U.S. law may well apply when the uploading and/or downloading takes place in the United States, even if the server is physically located in another country. Additionally, the copyright laws of foreign countries are, in many cases, similar to those in the United States. U.S. trade law allows the Office of the United States Trade Representative to take action against those countries that fail to provide adequate and effective copyright protection and market access.

Liability for copyright infringement is not necessarily limited to the persons or entities who created (or encoded) the infringing sound file. In addition to being directly liable for infringing conduct occurring via the site, a linking site may be contributorily or vicariously liable for facilitating copyright infringement occurring at the sites to which it links.

Contributory liability may be found where a person, with knowledge of the infringing activity, induces, causes, or materially contributes to the infringing conduct of another. A link site operator may be liable for contributory infringement by knowingly linking to infringing files.

Vicarious liability may be imposed where an entity has the right and ability to control the activities of the direct infringer and also receives a financial benefit from the infringing activities. Liability may be imposed even if the entity is unaware of the infringing activities. In the case of a linking site, providing direct access to infringing works may show a right and ability to control the activities of the direct infringer and receiving revenue from banner ads may be evidence of a financial benefit.

Legal alternatives for downloading:

https://www.educause.edu/legalcontent

UMA procedure for handling unauthorized distribution of copyrighted material

Part 1: The plan to effectively combat copyright infringement

1-1. Link to relevant Web page(s)
University of Maine at Augusta Copyright Site

1-2. What technology-based deterrent(s) have you decided to use?
A vigorous program of accepting and responding to DMCA notices.

1-3. What mechanism(s) are you using to educate your community?

Electronic Newsletter
We send an electronic newsletter to all registered students every semester, reminding them to know the institution’s policy related to copyright infringement and that copyright infringement may subject them to civil and criminal penalties. In the newsletter, they are given the link to the institution’s webpage that also includes a summary of the penalties for violating Federal copyright law, as well as a description of the institution’s actions that are taken.

Student Handbook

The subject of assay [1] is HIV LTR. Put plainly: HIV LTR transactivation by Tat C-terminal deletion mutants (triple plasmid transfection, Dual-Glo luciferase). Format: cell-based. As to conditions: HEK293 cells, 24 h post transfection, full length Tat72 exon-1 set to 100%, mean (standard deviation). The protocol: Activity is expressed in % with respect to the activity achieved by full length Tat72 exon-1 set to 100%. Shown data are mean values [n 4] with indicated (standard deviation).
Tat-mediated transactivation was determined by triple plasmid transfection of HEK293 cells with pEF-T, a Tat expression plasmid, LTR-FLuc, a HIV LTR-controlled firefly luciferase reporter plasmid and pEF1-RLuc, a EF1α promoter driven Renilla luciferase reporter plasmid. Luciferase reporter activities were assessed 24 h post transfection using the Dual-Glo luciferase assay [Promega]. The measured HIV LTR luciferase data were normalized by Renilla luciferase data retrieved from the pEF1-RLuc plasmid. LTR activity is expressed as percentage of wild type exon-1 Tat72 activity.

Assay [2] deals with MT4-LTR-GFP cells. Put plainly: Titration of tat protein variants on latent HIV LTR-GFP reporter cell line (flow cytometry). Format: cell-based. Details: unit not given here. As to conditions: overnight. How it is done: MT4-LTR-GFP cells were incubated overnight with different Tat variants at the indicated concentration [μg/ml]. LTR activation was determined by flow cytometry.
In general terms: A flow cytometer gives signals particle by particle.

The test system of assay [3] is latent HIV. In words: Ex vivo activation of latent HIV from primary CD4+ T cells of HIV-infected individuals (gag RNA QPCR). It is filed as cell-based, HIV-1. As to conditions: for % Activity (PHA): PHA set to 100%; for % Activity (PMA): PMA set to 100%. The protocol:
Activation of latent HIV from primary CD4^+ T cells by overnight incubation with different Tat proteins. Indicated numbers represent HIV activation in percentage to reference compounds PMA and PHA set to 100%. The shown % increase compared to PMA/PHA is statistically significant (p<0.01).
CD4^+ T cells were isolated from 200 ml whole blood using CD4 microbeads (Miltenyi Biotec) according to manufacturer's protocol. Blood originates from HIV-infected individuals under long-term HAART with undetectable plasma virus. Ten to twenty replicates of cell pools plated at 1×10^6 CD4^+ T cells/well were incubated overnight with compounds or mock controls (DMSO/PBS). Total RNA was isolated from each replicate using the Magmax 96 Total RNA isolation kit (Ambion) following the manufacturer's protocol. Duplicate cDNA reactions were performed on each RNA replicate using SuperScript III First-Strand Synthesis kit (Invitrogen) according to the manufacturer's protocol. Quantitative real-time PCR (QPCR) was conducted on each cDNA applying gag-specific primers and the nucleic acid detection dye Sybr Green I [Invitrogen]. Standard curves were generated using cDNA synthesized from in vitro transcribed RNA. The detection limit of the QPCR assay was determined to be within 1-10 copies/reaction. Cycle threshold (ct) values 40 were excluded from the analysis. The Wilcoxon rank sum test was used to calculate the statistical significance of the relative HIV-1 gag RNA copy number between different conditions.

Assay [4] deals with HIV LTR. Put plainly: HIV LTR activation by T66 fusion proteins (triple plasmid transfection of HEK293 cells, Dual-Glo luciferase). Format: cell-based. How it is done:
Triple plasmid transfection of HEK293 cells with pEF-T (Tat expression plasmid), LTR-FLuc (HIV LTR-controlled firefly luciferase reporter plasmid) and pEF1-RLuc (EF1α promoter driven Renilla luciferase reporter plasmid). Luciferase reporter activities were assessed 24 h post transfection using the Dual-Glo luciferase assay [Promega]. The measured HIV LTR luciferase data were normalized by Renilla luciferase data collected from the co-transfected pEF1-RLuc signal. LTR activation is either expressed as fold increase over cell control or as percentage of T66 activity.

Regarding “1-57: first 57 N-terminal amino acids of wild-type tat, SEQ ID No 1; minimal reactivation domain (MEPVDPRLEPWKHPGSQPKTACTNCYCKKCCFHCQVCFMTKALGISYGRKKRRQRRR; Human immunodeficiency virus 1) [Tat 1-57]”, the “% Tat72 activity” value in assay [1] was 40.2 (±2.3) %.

Every semester, we send an email to all registered students, notifying them of the link to the student handbook. In this email, we highlight specific important policies that students need to know and direct them to the chapter in the student handbook pertaining to copyright infringement and that copyright infringement may subject them to civil and criminal penalties. This also has the link to our copyright site.

1-4. What procedures are you using for handling unauthorized distribution of copyrighted material (e.g., monitoring, sanctions, etc.)?

  1. As a part of its compliance with federal copyright law, The University of Maine at Augusta deploys a procedure to respond to notices of copyright violation by copyright holders. This procedure operates as follows:
  2. The Digital Millennium Copyright Agent for the University of Maine system requests that the UMA IT staff disable the Internet Protocol (IP) address alleged by the notice to be in violation of federal law.
  3. One of the IT staff members researches the request and if applicable, disables the (IP) address assigned to the laptop of the alleged violation and notifies the Director of Computer Services.
  4. The Director of Computer Services then notifies the user or responsible party with an email detailing our procedures. The user must bring the laptop in question to the IT department in either Augusta or Bangor so the IT staff can verify the material has been deleted, in order to regain network access. Students are asked to read the UMA copyright site and are warned what happens upon a second offense.
  5. Second offenses trigger an automatic referral to the Student Conduct Officer.

1-5. How are you periodically reviewing the plan? What criteria are you using to determine if it is effectively combating copyright infringement?
Our response procedures are continually reviewed for effectiveness and relevance

Part 2: Offering Alternatives

2-1. Link to relevant Web page(s)
https://www.educause.edu/legalcontent

2-2. Are you carrying out your own survey of alternatives or linking to one or more lists maintained by others? If the latter, which list(s)?
Linking to: https://www.educause.edu/legalcontent.

2-3. Have you made any special arrangements with one or more content providers to obtain content through legal methods?
Ruckus was used until they went out of business on February 6, 2009.

Part 3: Informing the Community

3-1. Link to relevant Web page(s)
The University of Maine at Augusta Copyright Site includes copyright references and links to copyright issues in education.

3-2. Have you developed your own statement regarding copyright and copyright law in general or are you linking to such statement(s) maintained by others? If the latter, which statement(s)?
UMA developed our own statements.